Managing Your Elderly Dog's Arthritis Pain: Options For You

Posted on: 28 June 2016

When your dog has been a part of your family for several years, it may still come as a shock one day when they are suddenly considered a senior or elderly dog. It may be even more surprising when your veterinarian diagnoses them with arthritis. Arthritis is actually a fairly common condition in dogs and often develops as they get older. While you cannot prevent them from having arthritis, there are treatments that you can get for your dog that will help manage their arthritis pain and improve their overall quality of life. Get to know some of these treatment options so that you can be sure that you are taking the best possible care of your elderly dog's health and well-being.

Cold Laser Therapy

Cold laser therapy is one of the best treatment options to help with arthritis pain and discomfort in dogs. This is a therapeutic treatment, meaning that it is non-surgical and requires no anesthesia and is non-invasive.

A cold laser therapy session involves the use of concentrated and focused light energy (the laser) to target the tissues in and around your dog's joints that are inflamed and painful. The laser penetrates the skin (without cutting it) and uses thermal energy to sooth the pain. This thermal energy can also jump start your dog's immune system and trigger it to try to repair the tissues in the joints, further reducing arthritis symptoms.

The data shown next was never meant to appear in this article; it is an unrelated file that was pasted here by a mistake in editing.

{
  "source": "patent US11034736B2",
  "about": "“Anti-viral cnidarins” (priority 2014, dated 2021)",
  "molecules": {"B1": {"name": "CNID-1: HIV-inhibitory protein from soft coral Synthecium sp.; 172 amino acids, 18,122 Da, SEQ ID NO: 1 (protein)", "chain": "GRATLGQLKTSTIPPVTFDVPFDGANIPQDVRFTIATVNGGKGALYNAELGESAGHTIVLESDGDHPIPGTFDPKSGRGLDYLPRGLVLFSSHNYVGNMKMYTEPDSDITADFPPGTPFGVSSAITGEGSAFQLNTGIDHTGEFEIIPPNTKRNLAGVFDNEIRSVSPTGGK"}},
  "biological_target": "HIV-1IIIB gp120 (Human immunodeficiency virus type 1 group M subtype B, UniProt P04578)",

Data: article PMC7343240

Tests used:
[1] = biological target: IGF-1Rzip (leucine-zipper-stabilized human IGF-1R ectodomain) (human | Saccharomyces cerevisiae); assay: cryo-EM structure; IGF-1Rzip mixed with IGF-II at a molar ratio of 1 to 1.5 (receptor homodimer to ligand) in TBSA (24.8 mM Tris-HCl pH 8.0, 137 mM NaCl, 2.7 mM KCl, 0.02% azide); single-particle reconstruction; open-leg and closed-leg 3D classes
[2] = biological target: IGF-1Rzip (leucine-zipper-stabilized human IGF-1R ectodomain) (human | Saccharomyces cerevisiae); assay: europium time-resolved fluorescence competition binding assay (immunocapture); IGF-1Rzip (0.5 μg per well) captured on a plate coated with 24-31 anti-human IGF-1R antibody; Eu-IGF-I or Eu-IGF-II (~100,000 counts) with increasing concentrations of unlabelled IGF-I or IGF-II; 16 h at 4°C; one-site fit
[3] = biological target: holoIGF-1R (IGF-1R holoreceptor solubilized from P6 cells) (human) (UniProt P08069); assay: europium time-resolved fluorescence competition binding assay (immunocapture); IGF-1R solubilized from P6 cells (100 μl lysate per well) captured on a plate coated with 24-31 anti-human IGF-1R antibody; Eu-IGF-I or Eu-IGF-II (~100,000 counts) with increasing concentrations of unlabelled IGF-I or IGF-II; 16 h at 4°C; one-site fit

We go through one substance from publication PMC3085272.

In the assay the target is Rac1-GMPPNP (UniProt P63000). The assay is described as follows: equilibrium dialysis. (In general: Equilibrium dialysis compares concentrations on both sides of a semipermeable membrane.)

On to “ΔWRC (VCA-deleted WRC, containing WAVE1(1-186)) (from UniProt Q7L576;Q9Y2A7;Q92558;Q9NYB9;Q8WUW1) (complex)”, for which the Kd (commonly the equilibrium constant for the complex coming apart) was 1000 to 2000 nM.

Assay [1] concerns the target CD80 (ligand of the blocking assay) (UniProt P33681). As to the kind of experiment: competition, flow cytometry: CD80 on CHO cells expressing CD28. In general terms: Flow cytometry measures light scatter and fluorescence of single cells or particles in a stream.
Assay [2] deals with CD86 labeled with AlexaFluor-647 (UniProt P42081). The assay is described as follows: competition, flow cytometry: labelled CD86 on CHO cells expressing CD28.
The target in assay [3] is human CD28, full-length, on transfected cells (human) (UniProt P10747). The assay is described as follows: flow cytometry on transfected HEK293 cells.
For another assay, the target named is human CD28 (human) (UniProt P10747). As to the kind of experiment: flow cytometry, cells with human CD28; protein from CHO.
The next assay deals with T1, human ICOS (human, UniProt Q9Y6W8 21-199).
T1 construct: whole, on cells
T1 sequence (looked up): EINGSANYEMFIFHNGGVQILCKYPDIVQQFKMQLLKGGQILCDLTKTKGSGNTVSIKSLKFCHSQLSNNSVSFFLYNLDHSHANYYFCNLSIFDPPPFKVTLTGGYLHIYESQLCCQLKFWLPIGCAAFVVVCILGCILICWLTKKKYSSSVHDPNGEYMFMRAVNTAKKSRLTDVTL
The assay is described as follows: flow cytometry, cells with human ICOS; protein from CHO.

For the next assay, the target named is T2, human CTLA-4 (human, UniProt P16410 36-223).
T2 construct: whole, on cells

Dogs that go through cold laser therapy often have several sessions in quick succession (multiple sessions a week) when treatments first start to get faster and more noticeable results. However, after they have been going through the treatment for a while, the session frequency can decrease significantly.

Massage Therapy

If you are not yet ready to try cold laser therapy with your dog or it is not available through your veterinary clinic, another option to manage your dog's arthritis pain is massage therapy. Believe it or not, there are massage therapists that specialize in the care of animals rather than humans, and massage sessions for your dog can greatly improve their arthritis symptoms.

A massage therapist will manually manipulate your dog's soft tissues (muscles) to relieve tension and stiffness that can occur due to arthritis. This can help to limber your dog up, making it easier for them to walk, run, and maneuver without pain. Massages are also calming and relaxing to dogs, helping them to feel more content and triggering the release of endorphins which can further improve their overall sense of well-being.

With these canine arthritis pain management techniques in mind, you can be sure that you are doing everything you can to keep your elderly dog's arthritis under control. To learn more, contact a center such as Providence Veterinary Hospital Inc.